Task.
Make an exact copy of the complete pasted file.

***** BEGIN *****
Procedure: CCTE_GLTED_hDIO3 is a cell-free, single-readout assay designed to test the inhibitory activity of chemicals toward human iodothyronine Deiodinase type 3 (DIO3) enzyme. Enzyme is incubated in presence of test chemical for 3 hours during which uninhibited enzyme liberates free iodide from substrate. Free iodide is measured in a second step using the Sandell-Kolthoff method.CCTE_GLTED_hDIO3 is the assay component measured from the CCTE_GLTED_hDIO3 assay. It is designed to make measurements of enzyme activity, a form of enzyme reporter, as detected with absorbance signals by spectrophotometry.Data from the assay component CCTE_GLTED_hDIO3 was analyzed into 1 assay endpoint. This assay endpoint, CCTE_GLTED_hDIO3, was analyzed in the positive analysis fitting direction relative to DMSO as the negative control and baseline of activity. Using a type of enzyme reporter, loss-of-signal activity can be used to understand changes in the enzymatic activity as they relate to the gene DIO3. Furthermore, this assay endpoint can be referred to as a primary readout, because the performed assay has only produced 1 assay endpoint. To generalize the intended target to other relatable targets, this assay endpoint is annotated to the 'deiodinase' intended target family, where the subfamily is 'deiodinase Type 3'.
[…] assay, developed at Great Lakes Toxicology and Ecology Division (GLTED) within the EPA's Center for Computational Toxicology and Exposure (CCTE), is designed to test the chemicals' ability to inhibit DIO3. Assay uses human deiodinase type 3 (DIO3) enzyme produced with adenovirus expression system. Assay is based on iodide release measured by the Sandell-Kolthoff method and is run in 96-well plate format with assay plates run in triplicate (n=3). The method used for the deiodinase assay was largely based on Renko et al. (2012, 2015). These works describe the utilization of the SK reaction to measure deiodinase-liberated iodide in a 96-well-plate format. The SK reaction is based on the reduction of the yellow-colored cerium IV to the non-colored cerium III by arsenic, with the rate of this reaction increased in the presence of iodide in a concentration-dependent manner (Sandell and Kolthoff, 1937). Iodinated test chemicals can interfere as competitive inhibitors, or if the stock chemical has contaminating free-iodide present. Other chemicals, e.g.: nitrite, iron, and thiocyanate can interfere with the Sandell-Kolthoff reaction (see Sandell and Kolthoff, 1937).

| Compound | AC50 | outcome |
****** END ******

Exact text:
Procedure: CCTE_GLTED_hDIO3 is a cell-free, single-readout assay designed to test the inhibitory activity of chemicals toward human iodothyronine Deiodinase type 3 (DIO3) enzyme. Enzyme is incubated in presence of test chemical for 3 hours during which uninhibited enzyme liberates free iodide from substrate. Free iodide is measured in a second step using the Sandell-Kolthoff method.CCTE_GLTED_hDIO3 is the assay component measured from the CCTE_GLTED_hDIO3 assay. It is designed to make measurements of enzyme activity, a form of enzyme reporter, as detected with absorbance signals by spectrophotometry.Data from the assay component CCTE_GLTED_hDIO3 was analyzed into 1 assay endpoint. This assay endpoint, CCTE_GLTED_hDIO3, was analyzed in the positive analysis fitting direction relative to DMSO as the negative control and baseline of activity. Using a type of enzyme reporter, loss-of-signal activity can be used to understand changes in the enzymatic activity as they relate to the gene DIO3. Furthermore, this assay endpoint can be referred to as a primary readout, because the performed assay has only produced 1 assay endpoint. To generalize the intended target to other relatable targets, this assay endpoint is annotated to the 'deiodinase' intended target family, where the subfamily is 'deiodinase Type 3'.
[…] assay, developed at Great Lakes Toxicology and Ecology Division (GLTED) within the EPA's Center for Computational Toxicology and Exposure (CCTE), is designed to test the chemicals' ability to inhibit DIO3. Assay uses human deiodinase type 3 (DIO3) enzyme produced with adenovirus expression system. Assay is based on iodide release measured by the Sandell-Kolthoff method and is run in 96-well plate format with assay plates run in triplicate (n=3). The method used for the deiodinase assay was largely based on Renko et al. (2012, 2015). These works describe the utilization of the SK reaction to measure deiodinase-liberated iodide in a 96-well-plate format. The SK reaction is based on the reduction of the yellow-colored cerium IV to the non-colored cerium III by arsenic, with the rate of this reaction increased in the presence of iodide in a concentration-dependent manner (Sandell and Kolthoff, 1937). Iodinated test chemicals can interfere as competitive inhibitors, or if the stock chemical has contaminating free-iodide present. Other chemicals, e.g.: nitrite, iron, and thiocyanate can interfere with the Sandell-Kolthoff reaction (see Sandell and Kolthoff, 1937).

| Compound | AC50 | outcome |